Adam and Eve are symbolic figures in an archetypal story. Over a long period of time, humans became morally accountable through general revelation (Rom. 1:18–20), yet they chose sin.
Haarsma, the husband of BioLogos president Deborah Haarsma, has been involved in faith-and-science dialogues for decades, and his expertise shows throughout. The sort of “harmony” Haarsma seeks isn’t a one-to-one correspondence between the details of Scripture and science. Instead, he advocates “a harmony reminiscent of J. S. Bach’s counterpoint,” which employs two melodies played simultaneously. Each can be enjoyed independently, but “played together, they form a richer whole.”

Before discussing the strengths and weaknesses of each view, Haarsma spends the first half of the book reviewing the theological and scientific issues that come into play: scriptural interpretation, divine action, natural evils, and human evolution. The opening chapter covers principles of biblical interpretation, invoking John Calvin’s well-known principle of divine accommodation—how God, knowing our limitations, speaks to us in something resembling “baby talk”—to explain the “ancient science” in the Bible. Haarsma concludes that science doesn’t dictate interpretation, but “scientific discoveries are one of several ways that the Holy Spirit has prompted the church to reinterpret specific passages.”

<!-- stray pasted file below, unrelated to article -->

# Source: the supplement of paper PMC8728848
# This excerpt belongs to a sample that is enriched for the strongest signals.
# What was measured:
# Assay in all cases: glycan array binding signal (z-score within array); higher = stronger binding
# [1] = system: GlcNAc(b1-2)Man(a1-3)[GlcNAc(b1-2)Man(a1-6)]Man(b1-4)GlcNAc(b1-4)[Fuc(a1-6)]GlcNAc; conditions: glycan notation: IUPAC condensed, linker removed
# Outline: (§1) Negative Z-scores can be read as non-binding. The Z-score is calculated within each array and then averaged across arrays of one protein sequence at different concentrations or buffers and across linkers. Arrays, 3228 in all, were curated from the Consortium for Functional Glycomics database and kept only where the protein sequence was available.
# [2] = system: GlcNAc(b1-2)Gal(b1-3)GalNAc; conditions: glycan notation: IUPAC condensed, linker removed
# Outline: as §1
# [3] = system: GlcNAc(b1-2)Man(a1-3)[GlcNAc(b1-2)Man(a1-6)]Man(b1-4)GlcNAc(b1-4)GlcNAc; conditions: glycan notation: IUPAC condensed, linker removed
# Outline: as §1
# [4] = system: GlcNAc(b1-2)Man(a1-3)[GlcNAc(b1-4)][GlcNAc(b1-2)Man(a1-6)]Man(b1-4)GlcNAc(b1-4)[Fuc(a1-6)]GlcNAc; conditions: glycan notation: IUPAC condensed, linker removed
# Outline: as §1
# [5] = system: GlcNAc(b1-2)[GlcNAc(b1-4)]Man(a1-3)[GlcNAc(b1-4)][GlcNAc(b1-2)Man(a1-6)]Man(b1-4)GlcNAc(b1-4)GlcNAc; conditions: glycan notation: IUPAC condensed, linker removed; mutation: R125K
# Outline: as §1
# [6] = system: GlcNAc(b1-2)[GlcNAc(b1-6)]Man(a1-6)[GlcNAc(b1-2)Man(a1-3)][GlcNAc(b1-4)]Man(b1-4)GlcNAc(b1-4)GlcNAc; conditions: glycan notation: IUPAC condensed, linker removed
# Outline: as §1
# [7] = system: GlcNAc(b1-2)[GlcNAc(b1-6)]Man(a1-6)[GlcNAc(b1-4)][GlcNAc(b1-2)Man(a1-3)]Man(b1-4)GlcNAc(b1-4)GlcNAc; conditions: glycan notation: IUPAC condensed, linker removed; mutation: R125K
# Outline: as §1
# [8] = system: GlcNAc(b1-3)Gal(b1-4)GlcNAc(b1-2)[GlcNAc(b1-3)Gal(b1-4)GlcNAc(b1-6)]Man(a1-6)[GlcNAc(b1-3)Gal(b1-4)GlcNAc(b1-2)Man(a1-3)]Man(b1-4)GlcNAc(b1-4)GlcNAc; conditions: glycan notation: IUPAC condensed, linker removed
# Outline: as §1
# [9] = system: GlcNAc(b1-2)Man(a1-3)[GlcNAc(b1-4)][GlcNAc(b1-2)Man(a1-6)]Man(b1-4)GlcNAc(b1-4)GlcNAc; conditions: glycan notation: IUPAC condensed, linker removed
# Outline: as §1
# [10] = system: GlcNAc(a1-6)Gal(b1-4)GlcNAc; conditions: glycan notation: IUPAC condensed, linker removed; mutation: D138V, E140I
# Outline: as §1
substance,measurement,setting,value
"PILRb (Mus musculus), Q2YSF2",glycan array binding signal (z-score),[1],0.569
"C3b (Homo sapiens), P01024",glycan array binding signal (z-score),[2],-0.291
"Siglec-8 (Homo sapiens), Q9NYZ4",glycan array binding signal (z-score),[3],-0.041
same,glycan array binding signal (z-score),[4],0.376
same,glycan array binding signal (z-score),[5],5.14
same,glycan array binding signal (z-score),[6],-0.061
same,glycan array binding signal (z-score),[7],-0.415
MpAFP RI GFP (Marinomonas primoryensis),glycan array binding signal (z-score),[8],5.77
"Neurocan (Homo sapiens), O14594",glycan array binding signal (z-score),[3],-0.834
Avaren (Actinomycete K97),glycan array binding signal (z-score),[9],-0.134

On divine action, Haarsma focuses on addressing the common objection that many aspects of evolution rely on random processes, which nonspecialists characterize as “without purpose” or “meaningless.” When scientists use the term “random,” however, they simply mean “unpredictable” from a human standpoint, which doesn’t rule out God’s purposes or control of the processes.

Similarly, his discussion of natural evil addresses the common misconception that animal suffering and death are consequences of human sin and the Fall. Although there is “abundant scientific evidence,” he writes, that “death was a natural part of both animal and plant existence from the beginning,” Haarsma turns also to Genesis, Job, and Romans 8 to make his case, helpfully ending with a word of pastoral advice that in Christ, “God gave us the mandate to ease the suffering of others.”